What do the dead become but reflections of ourselves? Close to a million people have died in the United States during the Covid-19 pandemic—lives that are lost to me because I did not know them, their histories, their joys and disappointments, their fears and desires. So, for me, they get added to all the dead who came before them. Too many to name. From AIDS, from hepatitis C, from MDR-TB—all the epidemics that have taken friends, family, colleagues since my 20s. But then death, suddenly, comes for people you know, and in that moment, the numbness abates, the sorrow and anger rise up.
Last month, Paul Farmer died. Paul and I met during the 2000 AIDS conference in Durban, South Africa, at a reception where Paul lingered in a corner talking to the AIDS activists rather than hobnobbing with the AIDS research elite who mixed among themselves that night. I wouldn’t presume to call Paul a close friend or even a friend at all—we never socialized one-on-one, or met each other’s families—but we were something more than colleagues, and in the language of my South African activist friends, what comes to mind is: We were comrades. Once I entered academia, Paul would invite me and other comrades up to talk to his undergraduate global health class at Harvard and we invited him down to Yale on occasion too, including to give the Gruber Distinguished Lecture in Global Justice at Yale Law School in 2015. I asked him for advice every once in a while, and he would generously provide it, and he helped me in other ways for which I’ll always be grateful and keep between the two of us, now just in my own grieving heart.
In the dozens of elegies that have been written, Paul is venerated as a secular saint of sorts, his medical work in Haiti and Rwanda making him an Albert Schweitzer for the 21st century, but this obscures the radicalism of his scholarship and activism, and ultimately of his life and legacy. In public health, we have what we call the social determinants of health, that drive sickness and death—forces and policies that create the health disparities we know all too well in the US and around the globe. But this milquetoast language is technical, divorced from the real impact of what we do to other people—stripping it of any moral or emotional valence.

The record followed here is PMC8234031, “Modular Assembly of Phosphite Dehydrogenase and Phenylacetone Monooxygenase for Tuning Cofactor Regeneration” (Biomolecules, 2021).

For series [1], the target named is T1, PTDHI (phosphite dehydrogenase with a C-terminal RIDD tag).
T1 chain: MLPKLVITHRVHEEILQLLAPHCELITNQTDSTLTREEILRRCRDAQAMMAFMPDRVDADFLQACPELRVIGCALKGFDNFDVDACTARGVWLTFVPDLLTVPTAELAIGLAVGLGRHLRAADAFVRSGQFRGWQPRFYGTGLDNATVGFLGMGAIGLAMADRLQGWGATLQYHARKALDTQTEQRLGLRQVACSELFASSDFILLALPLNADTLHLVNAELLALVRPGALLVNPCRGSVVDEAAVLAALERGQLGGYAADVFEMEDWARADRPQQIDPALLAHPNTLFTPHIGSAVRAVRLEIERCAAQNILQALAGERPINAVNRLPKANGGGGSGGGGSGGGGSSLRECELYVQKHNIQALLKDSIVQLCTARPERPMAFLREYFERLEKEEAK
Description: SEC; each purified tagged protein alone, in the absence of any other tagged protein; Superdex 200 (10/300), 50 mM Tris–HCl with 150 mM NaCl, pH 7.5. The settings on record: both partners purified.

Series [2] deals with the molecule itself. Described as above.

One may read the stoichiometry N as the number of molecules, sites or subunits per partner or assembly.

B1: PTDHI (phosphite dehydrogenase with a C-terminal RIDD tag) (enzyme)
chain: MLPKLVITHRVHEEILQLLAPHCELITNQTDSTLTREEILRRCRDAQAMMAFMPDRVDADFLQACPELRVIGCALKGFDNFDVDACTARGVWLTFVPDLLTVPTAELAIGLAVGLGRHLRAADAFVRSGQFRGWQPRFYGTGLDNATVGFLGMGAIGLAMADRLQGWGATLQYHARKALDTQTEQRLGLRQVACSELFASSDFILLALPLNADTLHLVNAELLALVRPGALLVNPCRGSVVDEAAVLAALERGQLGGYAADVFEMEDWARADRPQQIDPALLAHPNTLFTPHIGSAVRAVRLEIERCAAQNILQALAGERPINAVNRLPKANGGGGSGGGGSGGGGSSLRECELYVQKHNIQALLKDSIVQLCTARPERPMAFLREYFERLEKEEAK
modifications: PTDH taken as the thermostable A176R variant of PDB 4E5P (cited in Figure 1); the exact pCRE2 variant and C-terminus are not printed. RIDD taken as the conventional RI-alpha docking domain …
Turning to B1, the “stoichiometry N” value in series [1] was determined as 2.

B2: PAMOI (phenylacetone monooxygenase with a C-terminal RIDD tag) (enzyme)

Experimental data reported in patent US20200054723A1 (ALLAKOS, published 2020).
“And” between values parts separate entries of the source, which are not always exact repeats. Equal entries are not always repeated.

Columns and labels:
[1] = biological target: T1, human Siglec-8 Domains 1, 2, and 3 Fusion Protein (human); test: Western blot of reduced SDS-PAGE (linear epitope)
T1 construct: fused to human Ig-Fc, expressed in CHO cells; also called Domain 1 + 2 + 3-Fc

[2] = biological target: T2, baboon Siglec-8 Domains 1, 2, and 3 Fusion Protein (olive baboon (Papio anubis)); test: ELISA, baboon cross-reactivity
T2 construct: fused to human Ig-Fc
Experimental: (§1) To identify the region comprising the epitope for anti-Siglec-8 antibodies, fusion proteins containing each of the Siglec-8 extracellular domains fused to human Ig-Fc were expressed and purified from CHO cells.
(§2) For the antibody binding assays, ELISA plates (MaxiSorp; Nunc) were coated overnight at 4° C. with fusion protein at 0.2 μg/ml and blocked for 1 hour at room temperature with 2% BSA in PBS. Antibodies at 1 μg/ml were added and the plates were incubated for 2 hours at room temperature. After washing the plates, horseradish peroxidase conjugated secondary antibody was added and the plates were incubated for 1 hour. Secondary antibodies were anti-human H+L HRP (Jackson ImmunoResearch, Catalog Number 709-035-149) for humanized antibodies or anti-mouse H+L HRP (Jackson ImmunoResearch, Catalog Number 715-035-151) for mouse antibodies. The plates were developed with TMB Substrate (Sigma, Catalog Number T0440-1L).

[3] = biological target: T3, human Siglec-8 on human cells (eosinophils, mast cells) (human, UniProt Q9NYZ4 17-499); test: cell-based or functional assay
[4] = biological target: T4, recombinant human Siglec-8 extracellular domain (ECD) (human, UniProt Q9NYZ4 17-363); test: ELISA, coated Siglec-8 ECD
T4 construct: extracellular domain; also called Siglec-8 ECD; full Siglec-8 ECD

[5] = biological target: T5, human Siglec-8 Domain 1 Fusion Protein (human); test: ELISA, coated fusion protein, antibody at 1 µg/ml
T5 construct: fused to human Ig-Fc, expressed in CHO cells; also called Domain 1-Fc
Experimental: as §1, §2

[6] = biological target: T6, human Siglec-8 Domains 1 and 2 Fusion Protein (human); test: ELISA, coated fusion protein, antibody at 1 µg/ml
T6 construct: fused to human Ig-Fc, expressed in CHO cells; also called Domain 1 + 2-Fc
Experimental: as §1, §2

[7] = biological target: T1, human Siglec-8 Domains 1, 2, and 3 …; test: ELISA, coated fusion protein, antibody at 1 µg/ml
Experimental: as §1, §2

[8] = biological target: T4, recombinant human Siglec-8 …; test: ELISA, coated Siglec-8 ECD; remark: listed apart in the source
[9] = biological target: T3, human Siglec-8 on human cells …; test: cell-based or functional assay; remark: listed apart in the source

Paul borrowed the term “structural violence” from the Norwegian sociologist Johan Galtung to define these determinants in an altogether different manner, as “social arrangements that put individuals and populations in harm’s way. The arrangements are structural because they are embedded in the political and economic organization of our social world; they are violent because they cause injury to people (typically, not those responsible for perpetuating such inequalities).
Of course, the concept of structural violence harks back to Engels’s description of “social murder,” in which the “argument was that the conditions created by privileged classes inevitably led to premature and ‘unnatural’ death among the poorest classes,” as Kamran Abbasi, the new editor in chief of the medical journal BMJ, wrote last year.
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Democrats Are on a Winning Streak That Could Transform Our Politics
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Gone now, I hope, is the idea of Paul as the good doctor, who is—was—there to make us feel like he was one of the better angels of our nature, a humanitarian who tended to the poor and sick, without making any claims on us. And in these hyper-partisan times, it’s easy to think about structural violence as something other people do to other other people. We, Nation subscribers and our kind, read week to week of GOP and corporate malefeasance and malefaction, with probably more than a little satisfaction that we are not them. But Paul—like Martin Luther King Jr. before him—knew that it wasn’t always the cruelty of bad people but sometimes the complicity of the good that should be repented of. Paul went further in his critique of white liberals (W.L.s):